Pitching Media in Unsettling Times

By Marlyn Angeles

With a large majority of students and employees working remotely, people have much more time on their hands to read subscription magazines and catch up on their favorite blogs. However, many businesses are struggling to keep their brand and product in the eyes of potential clients. Pitching brands is a very necessary but risky tactic during the pandemic. An example of how one can come off tone deaf during sensitive times is David Geffen’s salutation Instagram post from his escape to the Grenadines on his reported $590 million yacht to avoid the coronavirus. He received backlash from users through both Instagram and Twitter that found the post insensitive to the fact that many are facing unemployment and businesses are suffering while he was able to escape the virus. 

Lauren Reed, the founder of Reed Public Relations, a firm in Nashville with dining, tourism and fitness clients, asserts that “How brands appear to the world during this pandemic could impact how people see them for years to come, good and bad.”

Media pitching is crucial for companies to keep business afloat and in turn helps the economy when it is being hit hard. Before diving into how to pitch media during the pandemic, I want to define what pitching is. Simply put, a media pitch is a short, personalized message that outlines the value of a story and explains why it should be published. It is an attempt to get a journalist, editor or media outlet interested in your news so they decide to cover it. It is usually 150 words long but can reach up to 400 words. There is a thin line between being relevant and insensitive, so it is important that you keep the following tips in mind to create a good pitch during this time. Spin Sucks highlights these tips in a blog by Michael Smart: Five Ways to Successfully (and Sensitively) Pitch Media Right Now.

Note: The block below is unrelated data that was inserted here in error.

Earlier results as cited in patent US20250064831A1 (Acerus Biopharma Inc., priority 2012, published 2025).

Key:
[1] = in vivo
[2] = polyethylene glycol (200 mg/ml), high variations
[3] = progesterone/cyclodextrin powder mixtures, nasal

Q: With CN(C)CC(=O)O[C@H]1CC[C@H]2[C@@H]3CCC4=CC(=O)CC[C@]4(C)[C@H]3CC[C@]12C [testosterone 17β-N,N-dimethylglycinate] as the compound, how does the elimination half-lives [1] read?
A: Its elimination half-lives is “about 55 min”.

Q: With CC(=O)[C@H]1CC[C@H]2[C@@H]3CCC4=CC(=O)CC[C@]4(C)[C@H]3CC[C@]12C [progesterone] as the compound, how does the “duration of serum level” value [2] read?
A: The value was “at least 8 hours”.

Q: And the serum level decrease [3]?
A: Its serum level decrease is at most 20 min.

Who are you pitching to?

In a struggle to keep brand relevance, it is important that you focus on who or which media outlet will publish a story that promotes your brand while addressing the public’s needs. Aim to target the right journalist that will help maintain your brand or company in the public’s eye in a setting that is relevant to your brand. Pitching a new line of makeup cosmetics may be more relevant to the editor of a fashion publication than a New York Times reporter. . It is important to note that your pitch and topic don’t have to be specifically COVID-19 focused, such as Dove’s Courage is Beautiful campaign. Staying within a relevant media organization helps your brand blend in.

Location of where you’re pitching

Many cities around the country are following guidelines regarding COVID-19 activities. Confirmed cases are the biggest indicator of whether restaurants or other establishments can open their doors. Targeting publications in states that have loosened restrictions could help reach your target audience whereas promoting in a more restricted area may limit opportunities. Pitching your travel company’s list of best places to visit in a city where people are barely leaving their homes may not be the smartest. Where the media outlet you are trying to reach is located is just as important as which  type of media organization you choose. 

Strengthening core pitching skills 

While it is important to strategize, empathize and plan out how your company will come off as relevant and sensitive during a pandemic, sharpening your pitching skills will help you navigate this challenge. Muckrack states the importance of how you contact journalists and at what time during the day. In a survey conducted by Muckrack, 93% of journalists just want to receive a 1:1 email pitch from a PR agency or company. About 65% of journalists prefer to be pitched before 11 am. Results also demonstrated the top three reasons journalists reject otherwise relevant pitches; lack of personalization, bad timing and being too lengthy. PR professionals should keep it short at about 2-3 paragraphs but also personalize why your story fits that specific writer and the publication itself.  Use these tips when you organize your next media pitch and dissolve the chances of an insensitive post backfiring on you and your company.

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